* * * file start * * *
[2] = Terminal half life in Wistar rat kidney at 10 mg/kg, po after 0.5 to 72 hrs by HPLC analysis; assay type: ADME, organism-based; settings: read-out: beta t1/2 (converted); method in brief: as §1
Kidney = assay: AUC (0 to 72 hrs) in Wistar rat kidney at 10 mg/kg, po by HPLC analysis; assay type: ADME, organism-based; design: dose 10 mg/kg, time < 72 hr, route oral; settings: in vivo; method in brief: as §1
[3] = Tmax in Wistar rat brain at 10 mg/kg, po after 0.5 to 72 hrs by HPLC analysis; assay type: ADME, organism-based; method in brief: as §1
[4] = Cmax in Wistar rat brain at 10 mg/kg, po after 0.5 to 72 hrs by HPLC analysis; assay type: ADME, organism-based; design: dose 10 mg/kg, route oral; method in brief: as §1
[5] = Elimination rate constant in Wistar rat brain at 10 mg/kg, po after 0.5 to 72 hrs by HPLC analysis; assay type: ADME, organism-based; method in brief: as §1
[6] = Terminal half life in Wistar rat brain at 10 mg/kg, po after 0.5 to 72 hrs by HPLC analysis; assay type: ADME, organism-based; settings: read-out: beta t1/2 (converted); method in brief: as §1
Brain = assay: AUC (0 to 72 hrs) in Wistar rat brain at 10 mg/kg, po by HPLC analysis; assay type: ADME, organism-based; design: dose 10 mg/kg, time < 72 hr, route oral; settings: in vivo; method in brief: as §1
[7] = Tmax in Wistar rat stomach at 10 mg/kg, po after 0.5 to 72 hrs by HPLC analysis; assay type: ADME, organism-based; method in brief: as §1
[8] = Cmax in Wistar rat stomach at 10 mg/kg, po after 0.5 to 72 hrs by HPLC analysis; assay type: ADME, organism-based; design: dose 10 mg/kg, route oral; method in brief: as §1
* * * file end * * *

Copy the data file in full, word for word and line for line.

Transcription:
[2] = Terminal half life in Wistar rat kidney at 10 mg/kg, po after 0.5 to 72 hrs by HPLC analysis; assay type: ADME, organism-based; settings: read-out: beta t1/2 (converted); method in brief: as §1
Kidney = assay: AUC (0 to 72 hrs) in Wistar rat kidney at 10 mg/kg, po by HPLC analysis; assay type: ADME, organism-based; design: dose 10 mg/kg, time < 72 hr, route oral; settings: in vivo; method in brief: as §1
[3] = Tmax in Wistar rat brain at 10 mg/kg, po after 0.5 to 72 hrs by HPLC analysis; assay type: ADME, organism-based; method in brief: as §1
[4] = Cmax in Wistar rat brain at 10 mg/kg, po after 0.5 to 72 hrs by HPLC analysis; assay type: ADME, organism-based; design: dose 10 mg/kg, route oral; method in brief: as §1
[5] = Elimination rate constant in Wistar rat brain at 10 mg/kg, po after 0.5 to 72 hrs by HPLC analysis; assay type: ADME, organism-based; method in brief: as §1
[6] = Terminal half life in Wistar rat brain at 10 mg/kg, po after 0.5 to 72 hrs by HPLC analysis; assay type: ADME, organism-based; settings: read-out: beta t1/2 (converted); method in brief: as §1
Brain = assay: AUC (0 to 72 hrs) in Wistar rat brain at 10 mg/kg, po by HPLC analysis; assay type: ADME, organism-based; design: dose 10 mg/kg, time < 72 hr, route oral; settings: in vivo; method in brief: as §1
[7] = Tmax in Wistar rat stomach at 10 mg/kg, po after 0.5 to 72 hrs by HPLC analysis; assay type: ADME, organism-based; method in brief: as §1
[8] = Cmax in Wistar rat stomach at 10 mg/kg, po after 0.5 to 72 hrs by HPLC analysis; assay type: ADME, organism-based; design: dose 10 mg/kg, route oral; method in brief: as §1